• More snow in Memphis? Projections show another round of winter weather

    By: Patrick Pete , Joey Sulipeck

    Updated:

    The Severe Weather Center 13 team works hard to give you advanced notice when weather is going to potentially affect your life. To do that, we look a low resolution, long range data – that always has a chance of changing.

    Today's Weather: Saturday showers and cool temps

    Confidence increases once we are able to use high resolution data, which only projects out a few days and is why we’re continuously fine-tuning our forecasts.

    We have rain moving into a warm air mass next Thursday pm/Friday am (Fed 1st & 2nd) - and cold air is helping propel it as it attempts to overrun it.

    If it DOES overrun the backside of the system - which is trying to push through - we expect to see the cold rain change over to a brief ice/sleet mix then transition to snow.


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    But the force and placement of that critical "FREEZING LINE" isn't clear yet.

    The information isn't aligned. That's not unusual at roughly a week out (and i've been studying this particular event for TWO weeks, sifting through ever changing data).

    Now that those stipulations have been put in place, here is the info you’re looking for.


    The model above shows the air just above us - between roughly 1500 feet and 5000 feet - at being below freezing between midnight Thursday and 6 am Friday.

    This is the swingpoint for this event. If that air cools down to this temp at this moment - the rain that's exiting will transition to snow and stay as pretty snowflakes all the way to the ground.

    (Snow falling through freezing air remains as snow). And if the ground temp can chill in time, some of that will stick.

    THIS data above shows that the same layer of air (1500 ft - 5000 ft) is 'hanging on' to the warmth a little longer. Remember, this is a critical swingpoint.

    If this layer of air stays ABOVE freezing during this critical window of rain (which is exiting, remember) - then anything that falls (and it could fall as snow first ...or as rain) would MELT as it falls through this warm layer - and land as a chily rain. (think of a snowflake falling to the bathroom floor, but it has to go past your hairdyrer first. Lands as a water droplet).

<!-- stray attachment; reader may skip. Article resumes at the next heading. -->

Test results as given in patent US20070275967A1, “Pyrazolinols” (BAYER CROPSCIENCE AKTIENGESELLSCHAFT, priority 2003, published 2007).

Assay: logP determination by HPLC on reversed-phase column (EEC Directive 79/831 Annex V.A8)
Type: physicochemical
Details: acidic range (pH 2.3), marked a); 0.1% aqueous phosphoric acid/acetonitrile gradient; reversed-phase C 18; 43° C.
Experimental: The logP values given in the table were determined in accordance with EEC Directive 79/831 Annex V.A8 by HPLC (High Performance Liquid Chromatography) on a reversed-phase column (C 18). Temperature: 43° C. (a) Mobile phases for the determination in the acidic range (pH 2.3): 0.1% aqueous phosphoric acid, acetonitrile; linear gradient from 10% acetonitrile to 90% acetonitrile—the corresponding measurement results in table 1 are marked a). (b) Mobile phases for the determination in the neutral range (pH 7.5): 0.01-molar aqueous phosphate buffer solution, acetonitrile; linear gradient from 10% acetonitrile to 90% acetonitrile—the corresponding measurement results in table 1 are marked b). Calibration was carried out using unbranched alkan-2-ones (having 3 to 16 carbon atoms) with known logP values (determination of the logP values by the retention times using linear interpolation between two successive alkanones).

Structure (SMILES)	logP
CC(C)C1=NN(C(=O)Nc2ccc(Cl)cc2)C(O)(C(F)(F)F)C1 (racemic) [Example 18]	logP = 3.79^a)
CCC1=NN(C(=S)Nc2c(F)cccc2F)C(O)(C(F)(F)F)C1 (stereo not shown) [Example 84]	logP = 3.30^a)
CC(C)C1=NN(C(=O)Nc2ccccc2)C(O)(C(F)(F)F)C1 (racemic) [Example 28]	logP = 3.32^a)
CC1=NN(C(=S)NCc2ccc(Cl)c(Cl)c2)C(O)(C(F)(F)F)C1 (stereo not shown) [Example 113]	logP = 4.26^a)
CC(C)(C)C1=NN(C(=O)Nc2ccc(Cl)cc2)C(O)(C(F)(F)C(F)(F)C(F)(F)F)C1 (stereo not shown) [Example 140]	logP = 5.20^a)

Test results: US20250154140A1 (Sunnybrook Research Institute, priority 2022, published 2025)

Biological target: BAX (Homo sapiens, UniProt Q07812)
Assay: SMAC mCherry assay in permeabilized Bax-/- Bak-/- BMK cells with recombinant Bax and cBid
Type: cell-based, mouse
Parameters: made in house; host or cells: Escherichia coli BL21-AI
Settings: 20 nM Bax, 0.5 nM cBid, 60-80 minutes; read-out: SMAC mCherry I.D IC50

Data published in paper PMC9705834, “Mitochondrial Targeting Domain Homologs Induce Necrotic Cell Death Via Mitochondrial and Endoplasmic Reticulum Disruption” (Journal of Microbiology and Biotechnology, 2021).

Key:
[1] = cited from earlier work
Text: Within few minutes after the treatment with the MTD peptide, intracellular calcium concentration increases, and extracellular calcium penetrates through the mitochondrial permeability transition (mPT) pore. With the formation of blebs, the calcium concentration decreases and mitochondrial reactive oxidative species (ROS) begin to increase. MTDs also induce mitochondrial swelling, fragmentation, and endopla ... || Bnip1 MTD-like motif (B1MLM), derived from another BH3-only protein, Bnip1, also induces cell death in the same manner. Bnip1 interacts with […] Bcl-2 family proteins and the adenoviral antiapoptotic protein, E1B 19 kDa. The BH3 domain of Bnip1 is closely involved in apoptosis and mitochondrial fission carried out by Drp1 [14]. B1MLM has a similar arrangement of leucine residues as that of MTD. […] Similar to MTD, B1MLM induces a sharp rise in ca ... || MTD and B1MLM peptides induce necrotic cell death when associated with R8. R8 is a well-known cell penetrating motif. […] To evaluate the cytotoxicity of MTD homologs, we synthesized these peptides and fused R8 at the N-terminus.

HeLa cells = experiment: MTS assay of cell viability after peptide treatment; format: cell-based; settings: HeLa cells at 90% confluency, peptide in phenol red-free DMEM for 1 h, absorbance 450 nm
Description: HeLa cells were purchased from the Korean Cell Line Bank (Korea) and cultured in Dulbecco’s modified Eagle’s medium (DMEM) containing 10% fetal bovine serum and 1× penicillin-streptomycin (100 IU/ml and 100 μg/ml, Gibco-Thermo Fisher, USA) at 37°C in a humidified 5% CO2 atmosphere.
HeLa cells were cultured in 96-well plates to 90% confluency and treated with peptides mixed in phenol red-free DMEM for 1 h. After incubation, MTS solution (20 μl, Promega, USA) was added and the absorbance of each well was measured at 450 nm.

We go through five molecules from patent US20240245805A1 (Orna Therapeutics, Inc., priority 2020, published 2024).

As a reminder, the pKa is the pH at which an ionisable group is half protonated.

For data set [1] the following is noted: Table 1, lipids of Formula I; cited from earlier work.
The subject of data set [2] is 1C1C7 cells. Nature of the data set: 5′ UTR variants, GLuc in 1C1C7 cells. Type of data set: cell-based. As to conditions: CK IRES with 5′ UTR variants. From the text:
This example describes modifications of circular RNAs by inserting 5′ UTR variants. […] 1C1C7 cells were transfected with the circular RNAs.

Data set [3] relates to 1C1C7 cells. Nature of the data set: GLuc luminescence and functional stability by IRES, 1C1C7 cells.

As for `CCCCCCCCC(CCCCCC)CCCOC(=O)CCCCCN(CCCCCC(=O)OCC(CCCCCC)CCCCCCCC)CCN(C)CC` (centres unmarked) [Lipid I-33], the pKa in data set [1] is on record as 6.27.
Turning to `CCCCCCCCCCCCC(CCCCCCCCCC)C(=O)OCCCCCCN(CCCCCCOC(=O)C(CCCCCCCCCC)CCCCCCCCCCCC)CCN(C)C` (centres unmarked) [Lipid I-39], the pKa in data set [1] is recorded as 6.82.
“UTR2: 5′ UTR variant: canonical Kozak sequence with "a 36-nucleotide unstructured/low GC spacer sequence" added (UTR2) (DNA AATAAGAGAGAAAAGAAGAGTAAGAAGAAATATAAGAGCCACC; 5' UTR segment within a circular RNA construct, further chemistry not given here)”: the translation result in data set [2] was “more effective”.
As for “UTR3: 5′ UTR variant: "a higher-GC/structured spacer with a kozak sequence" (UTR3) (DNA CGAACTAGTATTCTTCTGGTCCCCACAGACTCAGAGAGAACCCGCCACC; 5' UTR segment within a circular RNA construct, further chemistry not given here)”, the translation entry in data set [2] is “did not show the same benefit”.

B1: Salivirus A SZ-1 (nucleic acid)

SO WHAT DO I THINK?

    Because we're expecting rather mild temps the day before - and because this cold air (at this time) doesn't have enough speed and ferocity to superchill everything super fast - my experience tells me that we're going to be just a LITTLE too warm to support the changeover. (BUT THIS IS A CRAZY GAME OF INCHES .. and it's ever changing. The next model run could drop those Memphis temps a few degrees and POW! snow).

    So to recap: these maps are in Celsius. That means 0° (and cooler ) supports snow; anything ABOVE 0° supports rain.

    (that's a big simplification of a very dynamic and complex process ... but you get the basic building blocks).

    IN CONCLUSION:

    Here in Memphis and the surrounding areas, a few degrees make the biggest difference. And it often can't be nailed down until we get closer to the event (as data becomes more detailed and higher resolution).

    A "snow potential" is still completely in play.

    SO WHAT SHOULD YOU DO?

    Check in with us at FOX13 whenever you want the freshest update - because we will be studying it around the clock and forwarding the story in every single broadcast.

    EXTENDED COVERAGE

    All data suggests this event will be centered around February 2 -- just days before the Super Bowl. If you're planning or attending a party, you'll want to stay dialed in as we continue to track the potential snow event.

    As denoted by the legend on the side of each image, wintry precip, mainly in the form of snow, is a possibility during the first week of February.

    However, the timing does not line up – which is another sign that this is too far out to pinpoint. But once we start to see a convergence of data, we’ll give you that update.

    With all that being said, we want to keep you in the loop with what we’re tracking so you can plan ahead and get items like ice melt BEFORE an event happens.

    Stay tuned over the next week and a half as the Severe Weather Center 13 team fine tunes this forecast.

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